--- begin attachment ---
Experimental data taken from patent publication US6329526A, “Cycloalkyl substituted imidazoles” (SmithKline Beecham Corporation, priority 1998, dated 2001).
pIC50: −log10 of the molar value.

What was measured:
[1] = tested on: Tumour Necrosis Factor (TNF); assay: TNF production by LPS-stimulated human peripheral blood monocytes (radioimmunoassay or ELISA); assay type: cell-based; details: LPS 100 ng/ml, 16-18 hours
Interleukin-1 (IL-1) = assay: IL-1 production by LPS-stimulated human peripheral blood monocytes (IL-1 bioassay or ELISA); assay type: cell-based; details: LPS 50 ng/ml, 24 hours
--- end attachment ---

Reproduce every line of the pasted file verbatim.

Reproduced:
Experimental data taken from patent publication US6329526A, “Cycloalkyl substituted imidazoles” (SmithKline Beecham Corporation, priority 1998, dated 2001).
pIC50: −log10 of the molar value.

What was measured:
[1] = tested on: Tumour Necrosis Factor (TNF); assay: TNF production by LPS-stimulated human peripheral blood monocytes (radioimmunoassay or ELISA); assay type: cell-based; details: LPS 100 ng/ml, 16-18 hours
Interleukin-1 (IL-1) = assay: IL-1 production by LPS-stimulated human peripheral blood monocytes (IL-1 bioassay or ELISA); assay type: cell-based; details: LPS 50 ng/ml, 24 hours